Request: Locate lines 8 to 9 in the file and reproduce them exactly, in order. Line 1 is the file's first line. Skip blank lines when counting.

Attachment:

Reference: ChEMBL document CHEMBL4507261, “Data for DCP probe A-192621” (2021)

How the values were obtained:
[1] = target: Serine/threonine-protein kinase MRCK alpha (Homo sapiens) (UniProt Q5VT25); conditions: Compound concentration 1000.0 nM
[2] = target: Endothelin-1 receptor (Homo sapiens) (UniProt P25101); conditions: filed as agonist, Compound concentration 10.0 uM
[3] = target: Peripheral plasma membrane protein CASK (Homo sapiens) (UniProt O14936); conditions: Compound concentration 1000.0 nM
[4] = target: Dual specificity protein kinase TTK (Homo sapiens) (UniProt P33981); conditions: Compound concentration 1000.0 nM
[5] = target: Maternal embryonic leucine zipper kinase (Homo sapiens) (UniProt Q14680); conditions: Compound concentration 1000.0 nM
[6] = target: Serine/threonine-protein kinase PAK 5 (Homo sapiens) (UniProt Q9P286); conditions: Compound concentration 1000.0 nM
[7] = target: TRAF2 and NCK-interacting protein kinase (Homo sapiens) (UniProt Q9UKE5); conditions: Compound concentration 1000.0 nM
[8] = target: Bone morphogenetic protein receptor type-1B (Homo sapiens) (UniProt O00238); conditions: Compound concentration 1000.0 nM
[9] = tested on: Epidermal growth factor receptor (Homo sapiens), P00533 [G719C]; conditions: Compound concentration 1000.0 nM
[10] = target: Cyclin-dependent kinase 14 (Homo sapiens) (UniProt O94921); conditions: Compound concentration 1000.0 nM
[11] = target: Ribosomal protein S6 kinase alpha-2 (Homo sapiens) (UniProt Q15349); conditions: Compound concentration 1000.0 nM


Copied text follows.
[6] = target: Serine/threonine-protein kinase PAK 5 (Homo sapiens) (UniProt Q9P286); conditions: Compound concentration 1000.0 nM
[7] = target: TRAF2 and NCK-interacting protein kinase (Homo sapiens) (UniProt Q9UKE5); conditions: Compound concentration 1000.0 nM